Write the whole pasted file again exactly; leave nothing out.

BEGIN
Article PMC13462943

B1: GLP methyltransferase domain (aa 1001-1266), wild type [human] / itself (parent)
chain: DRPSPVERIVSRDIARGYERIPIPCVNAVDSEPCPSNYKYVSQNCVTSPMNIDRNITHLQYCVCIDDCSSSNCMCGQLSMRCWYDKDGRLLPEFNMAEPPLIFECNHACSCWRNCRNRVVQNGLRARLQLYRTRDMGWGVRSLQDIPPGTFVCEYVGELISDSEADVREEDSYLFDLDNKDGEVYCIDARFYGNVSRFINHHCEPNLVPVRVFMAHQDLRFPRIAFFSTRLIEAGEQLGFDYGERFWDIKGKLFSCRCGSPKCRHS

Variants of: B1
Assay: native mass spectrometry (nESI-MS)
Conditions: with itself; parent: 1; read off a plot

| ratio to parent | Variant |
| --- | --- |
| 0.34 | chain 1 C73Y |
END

Article PMC13462943

B1: GLP methyltransferase domain (aa 1001-1266), wild type [human] / itself (parent)
chain: DRPSPVERIVSRDIARGYERIPIPCVNAVDSEPCPSNYKYVSQNCVTSPMNIDRNITHLQYCVCIDDCSSSNCMCGQLSMRCWYDKDGRLLPEFNMAEPPLIFECNHACSCWRNCRNRVVQNGLRARLQLYRTRDMGWGVRSLQDIPPGTFVCEYVGELISDSEADVREEDSYLFDLDNKDGEVYCIDARFYGNVSRFINHHCEPNLVPVRVFMAHQDLRFPRIAFFSTRLIEAGEQLGFDYGERFWDIKGKLFSCRCGSPKCRHS

Variants of: B1
Assay: native mass spectrometry (nESI-MS)
Conditions: with itself; parent: 1; read off a plot

| ratio to parent | Variant |
| --- | --- |
| 0.34 | chain 1 C73Y |